how to reduce Time-to-Live (TTL) setting on wireless network

August 14, 2016 at 22:48:27
Specs: Windows 64
hi guys , i'm having a very strange issue , when i ping any device connected to our access points i recive very high TTL time "more than 1000 ms" , our lan is fine , pinging any where will not exceed "2 ms" , have in mind that we are using unified D_link WiFi controller with 6600 Dlink access points ,

i tried upgrading the firmware for all the mentioned devices , nothing changed.

also i checked the power saving modes , noting changes .

no dropped packets reported .


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#1
August 15, 2016 at 01:14:52
Do the connected (wireless) devices experience slow network conditions? Is this a private network or with public access?



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#2
August 15, 2016 at 01:44:46
thanks for the quick response, yes they are , "printers , phones , PC's , TV's" ...it's private


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#3
August 15, 2016 at 07:07:39
Check the TTL settings in your DHCP server. Can you manually adjust them there? If yes, what are they set at?

Oops! I forgot to add, TTL should not affect ping time or connectivity. It's just in place to control how long data (packets) stay "alive" on the network.

It matters not how straight the gate,
How charged with punishments the scroll,
I am the master of my fate;
I am the captain of my soul.

***William Henley***

message edited by Curt R


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Related Solutions

#4
August 15, 2016 at 12:18:32
What operating system are you using. Presumably it is the 64 bit version of "something", XP, Vista, Windows 7, Windows 8, Windows 10?

Always pop back and let us know the outcome - thanks


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#5
August 15, 2016 at 19:14:37
TV's: does that mean streaming video? Does the network bandwidth support all this activity? ICMP (ping etc.) usually have a low priority on most IP/TCP devices although 1 sec is excessive.

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#6
August 16, 2016 at 04:14:47
Yes , its allowed for some devices , and we have very big bandwith

message edited by Moawia307


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#7
August 16, 2016 at 04:19:12
i'm really sorry for confusing you , I ment to say the Reply Time , TTL is Fixed as always.

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#8
August 16, 2016 at 07:01:10
TTL can be adjusted, at least on equipment more advanced than SOHO equipment.

If your response times are in excess of 1000 ms on a LAN then you definitely have issues. Please give me an idea of your network's physical and logical layout.

ie:

X number of devices on a single floor/2 floors/3 floors etc.

What kind of device manages your internet connection/DHCP/DNS etc.

What type of switches are you using (basic, layer 2, layer 3) and how are they connected (ie: daisy chained, connect back to core).

How many subnets/VLAN's?

etc...

Lastly, just to be sure, are these excessive ping times on the LAN, or to external resources?

It matters not how straight the gate,
How charged with punishments the scroll,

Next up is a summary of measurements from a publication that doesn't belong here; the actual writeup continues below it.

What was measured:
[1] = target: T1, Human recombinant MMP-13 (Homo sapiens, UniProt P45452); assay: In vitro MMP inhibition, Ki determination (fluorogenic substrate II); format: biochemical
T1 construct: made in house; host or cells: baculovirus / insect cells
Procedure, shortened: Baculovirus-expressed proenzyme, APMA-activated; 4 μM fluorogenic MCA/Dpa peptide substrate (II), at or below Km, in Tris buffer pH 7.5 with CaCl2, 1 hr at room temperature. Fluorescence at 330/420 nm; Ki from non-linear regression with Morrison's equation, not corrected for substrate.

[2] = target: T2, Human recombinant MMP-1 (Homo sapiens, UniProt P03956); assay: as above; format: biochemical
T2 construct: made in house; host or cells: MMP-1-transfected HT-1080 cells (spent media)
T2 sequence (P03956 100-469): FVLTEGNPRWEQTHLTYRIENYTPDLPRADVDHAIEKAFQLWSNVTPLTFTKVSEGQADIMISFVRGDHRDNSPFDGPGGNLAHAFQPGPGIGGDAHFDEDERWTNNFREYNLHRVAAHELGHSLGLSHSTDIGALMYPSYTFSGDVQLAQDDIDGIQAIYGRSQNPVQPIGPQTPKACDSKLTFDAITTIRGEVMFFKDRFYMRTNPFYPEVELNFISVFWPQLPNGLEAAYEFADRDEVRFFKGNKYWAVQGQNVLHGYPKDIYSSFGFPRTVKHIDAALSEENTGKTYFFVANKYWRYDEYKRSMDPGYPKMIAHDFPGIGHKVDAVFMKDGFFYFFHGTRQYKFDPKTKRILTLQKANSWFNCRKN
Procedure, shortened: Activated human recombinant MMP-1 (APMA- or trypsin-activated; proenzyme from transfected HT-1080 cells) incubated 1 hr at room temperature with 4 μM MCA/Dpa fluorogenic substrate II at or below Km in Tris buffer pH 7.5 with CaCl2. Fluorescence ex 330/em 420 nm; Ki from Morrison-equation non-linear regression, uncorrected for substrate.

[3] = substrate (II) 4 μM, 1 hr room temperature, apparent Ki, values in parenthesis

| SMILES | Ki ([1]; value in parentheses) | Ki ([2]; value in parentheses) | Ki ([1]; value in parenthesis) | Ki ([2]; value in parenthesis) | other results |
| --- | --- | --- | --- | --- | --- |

I am the master of my fate;
I am the captain of my soul.

***William Henley***

message edited by Curt R


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#9
August 23, 2016 at 00:26:37
Ethernet Network IS Fine , Ping Time is 1 or 2 ms , to any where , unless you are

pinging a wireless connected device then you will start getting the High Respond Time .

6 Dlink 6600 AP's distributed among the building , two flour building "Very wide though" ,

Managed By Dlink DWC 1000 controller , connected to layer 3 Gigabyte Cisco switch ,


sorry for delayed Response , i was a bit busy


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#10
August 23, 2016 at 05:43:38
Re #4.

Could you state your operating system in your specs please.

Thanks.

Always pop back and let us know the outcome - thanks


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#11
August 23, 2016 at 07:23:21
pinging a wireless connected device then you will start getting the High Respond Time

Wireless has inherent issues with lag and latency so you can expect slower responses when accessing a wifi network from a LAN and vice versa. But, 1000 ms ping response times are way higher than I would expect.

I'm not at all familiar with your wireless devices but that's where I would start looking for issues if it were me.

The first question that comes to my mind is, how is performance when going from one wifi client to another? Are the ping responses as slow as when you go from the wired network to the wireless? How about when you go from wifi to wired? Run a few ping tests and get back to us with the results.

It matters not how straight the gate,
How charged with punishments the scroll,
I am the master of my fate;
I am the captain of my soul.

***William Henley***


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#12
August 25, 2016 at 07:06:39
client to another performance its a bit different , but all in general are bad ,

pining from wired to wifi will result in high response time to wireless connected devices .


pinging from wifi will result in high response from any thing "wired or wireless"


any way , unless some one is familiar with those devices , i don't think he will be able to help me , i really appreciate your help guys , thanks a lot for interacting


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#13
August 26, 2016 at 07:09:27
From the sounds of it, you definitely have some hardware issues. I suggest you call the vendor's support people and get them looking into it.

It matters not how straight the gate,
How charged with punishments the scroll,
I am the master of my fate;
I am the captain of my soul.

***William Henley***


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